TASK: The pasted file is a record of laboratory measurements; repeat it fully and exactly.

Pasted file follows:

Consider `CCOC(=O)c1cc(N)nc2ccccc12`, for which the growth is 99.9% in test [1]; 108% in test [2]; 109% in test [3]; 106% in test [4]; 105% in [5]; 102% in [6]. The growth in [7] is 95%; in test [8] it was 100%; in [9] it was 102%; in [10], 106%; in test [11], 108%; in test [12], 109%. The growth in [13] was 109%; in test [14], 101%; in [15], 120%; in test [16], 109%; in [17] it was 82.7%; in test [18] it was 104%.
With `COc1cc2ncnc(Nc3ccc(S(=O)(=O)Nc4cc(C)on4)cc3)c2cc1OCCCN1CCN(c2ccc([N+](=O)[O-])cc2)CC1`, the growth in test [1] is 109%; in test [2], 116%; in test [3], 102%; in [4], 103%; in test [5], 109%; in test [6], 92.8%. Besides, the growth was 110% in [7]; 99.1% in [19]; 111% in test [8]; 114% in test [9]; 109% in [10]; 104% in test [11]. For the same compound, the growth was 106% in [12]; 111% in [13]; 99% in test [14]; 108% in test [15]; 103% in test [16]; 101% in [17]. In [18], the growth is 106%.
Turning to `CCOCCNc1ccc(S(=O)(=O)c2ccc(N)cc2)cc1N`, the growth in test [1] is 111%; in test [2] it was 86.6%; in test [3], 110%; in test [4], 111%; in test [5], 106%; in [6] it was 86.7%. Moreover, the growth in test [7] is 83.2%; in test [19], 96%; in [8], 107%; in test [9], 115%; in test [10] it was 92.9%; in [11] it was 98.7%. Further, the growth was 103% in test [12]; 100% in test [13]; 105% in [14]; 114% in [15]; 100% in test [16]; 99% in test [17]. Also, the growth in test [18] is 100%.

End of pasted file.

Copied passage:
Consider `CCOC(=O)c1cc(N)nc2ccccc12`, for which the growth is 99.9% in test [1]; 108% in test [2]; 109% in test [3]; 106% in test [4]; 105% in [5]; 102% in [6]. The growth in [7] is 95%; in test [8] it was 100%; in [9] it was 102%; in [10], 106%; in test [11], 108%; in test [12], 109%. The growth in [13] was 109%; in test [14], 101%; in [15], 120%; in test [16], 109%; in [17] it was 82.7%; in test [18] it was 104%.
With `COc1cc2ncnc(Nc3ccc(S(=O)(=O)Nc4cc(C)on4)cc3)c2cc1OCCCN1CCN(c2ccc([N+](=O)[O-])cc2)CC1`, the growth in test [1] is 109%; in test [2], 116%; in test [3], 102%; in [4], 103%; in test [5], 109%; in test [6], 92.8%. Besides, the growth was 110% in [7]; 99.1% in [19]; 111% in test [8]; 114% in test [9]; 109% in [10]; 104% in test [11]. For the same compound, the growth was 106% in [12]; 111% in [13]; 99% in test [14]; 108% in test [15]; 103% in test [16]; 101% in [17]. In [18], the growth is 106%.
Turning to `CCOCCNc1ccc(S(=O)(=O)c2ccc(N)cc2)cc1N`, the growth in test [1] is 111%; in test [2] it was 86.6%; in test [3], 110%; in test [4], 111%; in test [5], 106%; in [6] it was 86.7%. Moreover, the growth in test [7] is 83.2%; in test [19], 96%; in [8], 107%; in test [9], 115%; in test [10] it was 92.9%; in [11] it was 98.7%. Further, the growth was 103% in test [12]; 100% in test [13]; 105% in [14]; 114% in [15]; 100% in test [16]; 99% in test [17]. Also, the growth in test [18] is 100%.